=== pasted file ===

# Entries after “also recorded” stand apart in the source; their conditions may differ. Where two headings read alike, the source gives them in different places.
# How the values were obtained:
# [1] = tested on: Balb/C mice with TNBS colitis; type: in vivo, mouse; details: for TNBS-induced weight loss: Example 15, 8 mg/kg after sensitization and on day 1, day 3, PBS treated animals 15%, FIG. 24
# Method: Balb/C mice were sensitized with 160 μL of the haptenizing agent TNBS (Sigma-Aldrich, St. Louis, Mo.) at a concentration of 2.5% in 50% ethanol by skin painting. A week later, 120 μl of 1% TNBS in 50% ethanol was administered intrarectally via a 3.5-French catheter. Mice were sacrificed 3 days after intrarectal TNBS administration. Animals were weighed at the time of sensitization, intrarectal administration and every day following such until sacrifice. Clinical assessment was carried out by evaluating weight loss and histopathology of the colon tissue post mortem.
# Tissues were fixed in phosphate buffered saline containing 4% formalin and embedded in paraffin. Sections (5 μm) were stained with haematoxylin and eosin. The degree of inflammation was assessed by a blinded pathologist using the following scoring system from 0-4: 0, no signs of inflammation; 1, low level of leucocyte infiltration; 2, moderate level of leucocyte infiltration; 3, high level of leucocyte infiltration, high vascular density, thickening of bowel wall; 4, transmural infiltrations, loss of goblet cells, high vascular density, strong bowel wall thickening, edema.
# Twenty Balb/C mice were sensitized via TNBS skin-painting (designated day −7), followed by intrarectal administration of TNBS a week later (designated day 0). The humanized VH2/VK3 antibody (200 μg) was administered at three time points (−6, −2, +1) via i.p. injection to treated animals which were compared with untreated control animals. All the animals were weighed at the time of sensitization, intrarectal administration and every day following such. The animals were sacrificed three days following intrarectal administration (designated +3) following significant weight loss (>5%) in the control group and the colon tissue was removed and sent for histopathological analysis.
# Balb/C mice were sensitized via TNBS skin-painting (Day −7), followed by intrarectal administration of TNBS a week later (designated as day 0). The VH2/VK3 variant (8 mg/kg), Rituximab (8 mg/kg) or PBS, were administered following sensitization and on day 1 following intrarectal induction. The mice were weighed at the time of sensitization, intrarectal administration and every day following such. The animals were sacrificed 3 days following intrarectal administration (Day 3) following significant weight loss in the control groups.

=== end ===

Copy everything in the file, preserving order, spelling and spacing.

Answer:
# Entries after “also recorded” stand apart in the source; their conditions may differ. Where two headings read alike, the source gives them in different places.
# How the values were obtained:
# [1] = tested on: Balb/C mice with TNBS colitis; type: in vivo, mouse; details: for TNBS-induced weight loss: Example 15, 8 mg/kg after sensitization and on day 1, day 3, PBS treated animals 15%, FIG. 24
# Method: Balb/C mice were sensitized with 160 μL of the haptenizing agent TNBS (Sigma-Aldrich, St. Louis, Mo.) at a concentration of 2.5% in 50% ethanol by skin painting. A week later, 120 μl of 1% TNBS in 50% ethanol was administered intrarectally via a 3.5-French catheter. Mice were sacrificed 3 days after intrarectal TNBS administration. Animals were weighed at the time of sensitization, intrarectal administration and every day following such until sacrifice. Clinical assessment was carried out by evaluating weight loss and histopathology of the colon tissue post mortem.
# Tissues were fixed in phosphate buffered saline containing 4% formalin and embedded in paraffin. Sections (5 μm) were stained with haematoxylin and eosin. The degree of inflammation was assessed by a blinded pathologist using the following scoring system from 0-4: 0, no signs of inflammation; 1, low level of leucocyte infiltration; 2, moderate level of leucocyte infiltration; 3, high level of leucocyte infiltration, high vascular density, thickening of bowel wall; 4, transmural infiltrations, loss of goblet cells, high vascular density, strong bowel wall thickening, edema.
# Twenty Balb/C mice were sensitized via TNBS skin-painting (designated day −7), followed by intrarectal administration of TNBS a week later (designated day 0). The humanized VH2/VK3 antibody (200 μg) was administered at three time points (−6, −2, +1) via i.p. injection to treated animals which were compared with untreated control animals. All the animals were weighed at the time of sensitization, intrarectal administration and every day following such. The animals were sacrificed three days following intrarectal administration (designated +3) following significant weight loss (>5%) in the control group and the colon tissue was removed and sent for histopathological analysis.
# Balb/C mice were sensitized via TNBS skin-painting (Day −7), followed by intrarectal administration of TNBS a week later (designated as day 0). The VH2/VK3 variant (8 mg/kg), Rituximab (8 mg/kg) or PBS, were administered following sensitization and on day 1 following intrarectal induction. The mice were weighed at the time of sensitization, intrarectal administration and every day following such. The animals were sacrificed 3 days following intrarectal administration (Day 3) following significant weight loss in the control groups.